How I Lead My Ministry Team with Vision (and how you can do the same)

Posted by Aaron Buer on October 6, 2016


We talk about it all the time.

It’s the subject of a bazillion leadership books, blogs and conferences.

We all know it’s important but how do we... you know... actually lead with vision. Vision just seems like one of those things that is hard to define and even harder to implement. So, practically speaking, how do we lead with vision?

I have a few ideas.



The best leaders in the world know what they are about. They are in touch with their passions and dreams, and these passions and dreams are running in the same direction as their leadership skills and roles. The first step in leading with vision is defining your personal mission. How do you do this? Wrestling through a few pointed questions will get you moving in the right direction.

  1. What breaks your heart?
  2. What keeps you up at night?
  3. What makes you jump up out of your seat in excitement?
  4. What could you talk about for hours and hours?

Here’s a glimpse into my heart as a youth pastor to help you understand how this works:

  1. Students walking away from Jesus and the church in life after our student ministry breaks my heart.
  2. Students who don’t have a mature adult in their life as a small group leader or mentor keeps me up at night.
  3. Seeing a picture on Instagram of a small group leaders meeting with their small group years after these students graduated from our ministry will always get me up out of my seat and into a celebratory dance.
  4. I could talk for hours and hours about our ministry structure and how we empower caring adults to mentor students.

My personal mission is to develop life-long faith in students. The primary way I accomplish this is through empowering spiritually maturing adults to mentor students. That’s what I’m about. It’s my mission. My personal mission directly influences the vision of the ministry I lead.

What is it that you are about? What is your personal mission? Leading with vision begins with discovering and articulating your personal mission.



I believe that the best way to create organizational vision for your church is to collaborate in the creation of that vision. When a group of leaders, who know what their personal missions are, work together to define a “together” vision, good things happen!

I would suggest that a key aspect to leading with vision is inviting others to help create the vision. When this happens, key stakeholders will help you drive the vision. If you want to move in this direction, gather your key staff for a day and seek to answer only one question:

If we do what God is calling us to do, how will the world be different?

The answer to this question will lead you to your collaborative vision.



Let’s be real, most churches have, at least, a sense of what their vision is. The problem usually isn’t a lack of clarity around the vision. The problem is a lack of movement toward the vision.

We’ve all been there. There’s an off-site meeting where we create a compelling vision and everyone is excited. Fast forward 2 months and no one can exactly remember what that statement was and everything has settled back into what was. Why? No one championed the vision.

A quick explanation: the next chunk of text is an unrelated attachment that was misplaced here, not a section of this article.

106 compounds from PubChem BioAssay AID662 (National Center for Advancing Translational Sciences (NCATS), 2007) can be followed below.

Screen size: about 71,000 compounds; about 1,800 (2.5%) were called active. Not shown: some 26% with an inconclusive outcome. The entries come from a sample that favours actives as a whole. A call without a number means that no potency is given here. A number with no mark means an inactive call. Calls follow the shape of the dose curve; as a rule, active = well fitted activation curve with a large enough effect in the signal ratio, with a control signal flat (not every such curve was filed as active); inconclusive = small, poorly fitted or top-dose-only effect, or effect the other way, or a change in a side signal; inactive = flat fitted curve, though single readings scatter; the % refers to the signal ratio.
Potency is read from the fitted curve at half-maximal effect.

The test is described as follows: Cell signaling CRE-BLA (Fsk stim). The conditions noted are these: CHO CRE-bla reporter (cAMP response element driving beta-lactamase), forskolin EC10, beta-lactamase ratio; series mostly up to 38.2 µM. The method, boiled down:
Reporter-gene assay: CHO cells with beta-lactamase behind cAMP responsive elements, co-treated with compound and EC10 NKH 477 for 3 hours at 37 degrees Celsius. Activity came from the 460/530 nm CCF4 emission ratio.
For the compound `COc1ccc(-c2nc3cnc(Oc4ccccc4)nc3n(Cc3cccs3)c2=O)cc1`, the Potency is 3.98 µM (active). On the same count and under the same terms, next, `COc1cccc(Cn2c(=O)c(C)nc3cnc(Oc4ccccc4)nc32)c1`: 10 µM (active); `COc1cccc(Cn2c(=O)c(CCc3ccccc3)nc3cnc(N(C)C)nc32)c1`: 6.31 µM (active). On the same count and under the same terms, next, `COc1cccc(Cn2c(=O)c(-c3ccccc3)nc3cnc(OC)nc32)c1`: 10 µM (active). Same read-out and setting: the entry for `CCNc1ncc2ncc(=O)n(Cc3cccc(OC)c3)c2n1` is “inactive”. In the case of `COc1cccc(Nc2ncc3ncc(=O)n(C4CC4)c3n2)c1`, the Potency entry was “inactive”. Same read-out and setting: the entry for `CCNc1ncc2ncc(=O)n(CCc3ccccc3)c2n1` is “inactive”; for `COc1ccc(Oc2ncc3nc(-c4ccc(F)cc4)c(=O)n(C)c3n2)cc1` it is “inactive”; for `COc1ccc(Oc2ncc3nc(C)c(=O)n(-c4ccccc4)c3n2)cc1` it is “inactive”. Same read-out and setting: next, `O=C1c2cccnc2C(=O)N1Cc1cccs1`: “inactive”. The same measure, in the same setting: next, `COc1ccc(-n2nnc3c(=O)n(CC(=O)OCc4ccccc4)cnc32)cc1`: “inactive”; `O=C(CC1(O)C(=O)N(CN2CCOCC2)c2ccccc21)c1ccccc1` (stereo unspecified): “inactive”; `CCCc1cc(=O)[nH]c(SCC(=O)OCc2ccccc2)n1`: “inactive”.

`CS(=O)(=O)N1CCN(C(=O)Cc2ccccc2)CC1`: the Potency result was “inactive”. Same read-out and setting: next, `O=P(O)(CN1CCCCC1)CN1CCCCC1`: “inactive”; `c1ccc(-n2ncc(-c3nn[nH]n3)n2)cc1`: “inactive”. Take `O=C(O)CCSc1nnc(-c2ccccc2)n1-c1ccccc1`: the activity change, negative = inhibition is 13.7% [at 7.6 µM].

This is an issue of leadership. Hold on! I’m not saying you’re a bad leader. I’m just saying you may need a new approach.

In order for vision to be transformative in a church, someone has to carry the banner. Someone has to be the vision champion. In our church we often talk about operationalizing our values and our vision. This just a fancy way of saying, “How are we going to implement this vision?” We get very specific and designate a leader to champion the process.

For those of you have achieved clarity on what the vision is but are struggling to create momentum toward implementing the vision, it may be time to designate a vision champion.



Maybe you’re saying "I don’t think that’s it".

We have a champion.

Our senior pastor is constantly talking about the vision.

The problem is that we have no idea how to get there.

In this case, you don’t need a champion. You need a roadmap. This is another common obstacle because people who are like me, dreamers, are often poor implementers. In other words, I can paint a compelling picture of vision but I probably can’t tell you how to get there. This requires a roadmap.

A roadmap simply shows you how to get to your vision. In our student ministry, our vision is to develop life-long faith in students. How do we accomplish this? Here’s our road map:

  • Life-changing truth (We constantly point students to God’s Truth in the Bible)
  • Life-changing relationships (Every student needs a peer community and a spiritual mentor)
  • Life-changing experiences (Our retreats, camps and serving trips should be milestone events in the spiritual development of our students)

That’s it. It’s pretty simple but this roadmap directs everything we do. Every new idea is filtered through our vision and our roadmap. Our staff is built around our vision and roadmap.

If you’re struggling with actually making progress toward your vision, it might be time to develop a roadmap.

So, how do you lead with vision? Here’s a recap of my 4 ideas:

  1. Spend some time defining your personal mission
  2. Collaborate with other key players over the vision for your church or organization
  3. Designate a champion who can drive vision
  4. Create a clear roadmap to help you make progress toward your vision.

Leading with vision is not complicated but it is difficult. It takes tenacity and persistence.

We’d love to hear your ideas on how to lead with vision.

Feel free to leave your thoughts in the comments below.

Topics: Advice

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